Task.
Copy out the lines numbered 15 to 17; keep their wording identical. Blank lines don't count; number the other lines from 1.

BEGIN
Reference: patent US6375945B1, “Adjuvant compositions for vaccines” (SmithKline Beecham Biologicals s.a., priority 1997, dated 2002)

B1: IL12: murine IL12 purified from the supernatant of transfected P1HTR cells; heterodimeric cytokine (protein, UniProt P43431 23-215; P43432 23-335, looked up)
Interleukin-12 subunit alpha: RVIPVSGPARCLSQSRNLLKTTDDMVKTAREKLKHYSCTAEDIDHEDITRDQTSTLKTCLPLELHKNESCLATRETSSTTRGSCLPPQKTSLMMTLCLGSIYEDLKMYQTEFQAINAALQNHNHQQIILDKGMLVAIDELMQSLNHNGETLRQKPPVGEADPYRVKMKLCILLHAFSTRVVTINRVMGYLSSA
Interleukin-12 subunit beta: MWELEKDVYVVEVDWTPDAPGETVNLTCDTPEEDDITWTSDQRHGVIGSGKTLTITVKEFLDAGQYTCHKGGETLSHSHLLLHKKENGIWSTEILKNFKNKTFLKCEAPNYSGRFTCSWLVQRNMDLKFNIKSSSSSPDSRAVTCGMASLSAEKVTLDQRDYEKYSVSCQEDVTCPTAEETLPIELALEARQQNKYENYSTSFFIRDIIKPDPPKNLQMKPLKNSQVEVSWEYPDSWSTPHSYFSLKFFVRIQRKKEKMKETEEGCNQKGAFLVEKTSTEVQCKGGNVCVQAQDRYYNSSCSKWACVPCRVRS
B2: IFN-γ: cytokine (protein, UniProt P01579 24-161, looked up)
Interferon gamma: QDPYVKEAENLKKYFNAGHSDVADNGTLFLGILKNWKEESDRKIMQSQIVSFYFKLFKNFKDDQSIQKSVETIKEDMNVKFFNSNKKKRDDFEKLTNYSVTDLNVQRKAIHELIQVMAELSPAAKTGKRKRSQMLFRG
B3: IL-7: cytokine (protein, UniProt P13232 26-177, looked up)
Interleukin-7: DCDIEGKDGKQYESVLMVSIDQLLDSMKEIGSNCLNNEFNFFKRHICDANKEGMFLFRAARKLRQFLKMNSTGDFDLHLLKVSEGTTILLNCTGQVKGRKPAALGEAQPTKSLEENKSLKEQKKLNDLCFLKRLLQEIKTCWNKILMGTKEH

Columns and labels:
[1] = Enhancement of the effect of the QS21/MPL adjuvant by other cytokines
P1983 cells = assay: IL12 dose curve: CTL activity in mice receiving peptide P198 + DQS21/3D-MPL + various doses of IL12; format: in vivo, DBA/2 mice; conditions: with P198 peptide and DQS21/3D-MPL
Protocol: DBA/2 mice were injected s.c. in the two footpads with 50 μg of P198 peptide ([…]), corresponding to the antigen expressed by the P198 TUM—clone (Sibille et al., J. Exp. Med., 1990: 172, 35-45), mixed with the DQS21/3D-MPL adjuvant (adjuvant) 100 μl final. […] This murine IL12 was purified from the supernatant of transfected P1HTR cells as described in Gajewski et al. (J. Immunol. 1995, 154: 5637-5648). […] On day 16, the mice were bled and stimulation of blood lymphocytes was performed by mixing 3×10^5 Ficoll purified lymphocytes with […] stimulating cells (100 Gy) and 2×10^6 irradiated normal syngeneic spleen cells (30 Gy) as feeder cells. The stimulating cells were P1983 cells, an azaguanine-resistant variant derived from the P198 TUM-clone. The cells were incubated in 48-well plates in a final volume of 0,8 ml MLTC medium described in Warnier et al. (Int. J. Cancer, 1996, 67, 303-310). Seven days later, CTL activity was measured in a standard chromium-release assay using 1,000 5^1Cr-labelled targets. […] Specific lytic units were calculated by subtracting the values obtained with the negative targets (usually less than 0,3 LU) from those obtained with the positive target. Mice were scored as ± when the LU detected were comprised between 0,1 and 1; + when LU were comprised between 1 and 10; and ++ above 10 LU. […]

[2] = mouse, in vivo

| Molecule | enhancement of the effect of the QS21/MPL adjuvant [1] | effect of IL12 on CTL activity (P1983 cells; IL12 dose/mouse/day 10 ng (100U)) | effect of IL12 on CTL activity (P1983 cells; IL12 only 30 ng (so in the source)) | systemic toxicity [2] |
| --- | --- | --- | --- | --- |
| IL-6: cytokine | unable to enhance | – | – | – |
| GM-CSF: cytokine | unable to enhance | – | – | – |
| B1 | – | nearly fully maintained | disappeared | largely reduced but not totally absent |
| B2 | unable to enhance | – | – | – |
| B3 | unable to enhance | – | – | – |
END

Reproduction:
| --- | --- | --- | --- | --- |
| IL-6: cytokine | unable to enhance | – | – | – |
| GM-CSF: cytokine | unable to enhance | – | – | – |